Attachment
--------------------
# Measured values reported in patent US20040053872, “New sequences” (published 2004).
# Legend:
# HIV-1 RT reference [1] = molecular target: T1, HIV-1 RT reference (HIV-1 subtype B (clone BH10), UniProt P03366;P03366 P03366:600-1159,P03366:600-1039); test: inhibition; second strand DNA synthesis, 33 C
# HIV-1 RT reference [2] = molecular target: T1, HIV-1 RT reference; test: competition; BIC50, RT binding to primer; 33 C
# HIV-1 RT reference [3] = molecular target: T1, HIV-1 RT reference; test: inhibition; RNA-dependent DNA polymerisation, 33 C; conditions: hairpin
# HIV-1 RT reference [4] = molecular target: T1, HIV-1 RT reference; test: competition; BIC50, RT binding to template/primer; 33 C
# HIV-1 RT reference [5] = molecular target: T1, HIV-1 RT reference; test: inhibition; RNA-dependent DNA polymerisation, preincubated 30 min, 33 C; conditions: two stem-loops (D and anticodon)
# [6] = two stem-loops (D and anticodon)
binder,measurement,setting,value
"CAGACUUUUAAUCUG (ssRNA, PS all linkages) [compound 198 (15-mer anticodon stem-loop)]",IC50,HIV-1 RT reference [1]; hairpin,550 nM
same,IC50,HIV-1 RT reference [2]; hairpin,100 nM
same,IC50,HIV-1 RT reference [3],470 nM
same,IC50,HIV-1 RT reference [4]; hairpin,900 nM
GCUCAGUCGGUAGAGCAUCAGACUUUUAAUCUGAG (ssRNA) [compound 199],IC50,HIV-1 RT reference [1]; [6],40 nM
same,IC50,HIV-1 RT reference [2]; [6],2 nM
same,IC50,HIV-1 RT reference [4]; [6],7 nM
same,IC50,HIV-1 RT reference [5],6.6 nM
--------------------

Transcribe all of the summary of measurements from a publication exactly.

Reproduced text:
# Measured values reported in patent US20040053872, “New sequences” (published 2004).
# Legend:
# HIV-1 RT reference [1] = molecular target: T1, HIV-1 RT reference (HIV-1 subtype B (clone BH10), UniProt P03366;P03366 P03366:600-1159,P03366:600-1039); test: inhibition; second strand DNA synthesis, 33 C
# HIV-1 RT reference [2] = molecular target: T1, HIV-1 RT reference; test: competition; BIC50, RT binding to primer; 33 C
# HIV-1 RT reference [3] = molecular target: T1, HIV-1 RT reference; test: inhibition; RNA-dependent DNA polymerisation, 33 C; conditions: hairpin
# HIV-1 RT reference [4] = molecular target: T1, HIV-1 RT reference; test: competition; BIC50, RT binding to template/primer; 33 C
# HIV-1 RT reference [5] = molecular target: T1, HIV-1 RT reference; test: inhibition; RNA-dependent DNA polymerisation, preincubated 30 min, 33 C; conditions: two stem-loops (D and anticodon)
# [6] = two stem-loops (D and anticodon)
binder,measurement,setting,value
"CAGACUUUUAAUCUG (ssRNA, PS all linkages) [compound 198 (15-mer anticodon stem-loop)]",IC50,HIV-1 RT reference [1]; hairpin,550 nM
same,IC50,HIV-1 RT reference [2]; hairpin,100 nM
same,IC50,HIV-1 RT reference [3],470 nM
same,IC50,HIV-1 RT reference [4]; hairpin,900 nM
GCUCAGUCGGUAGAGCAUCAGACUUUUAAUCUGAG (ssRNA) [compound 199],IC50,HIV-1 RT reference [1]; [6],40 nM
same,IC50,HIV-1 RT reference [2]; [6],2 nM
same,IC50,HIV-1 RT reference [4]; [6],7 nM
same,IC50,HIV-1 RT reference [5],6.6 nM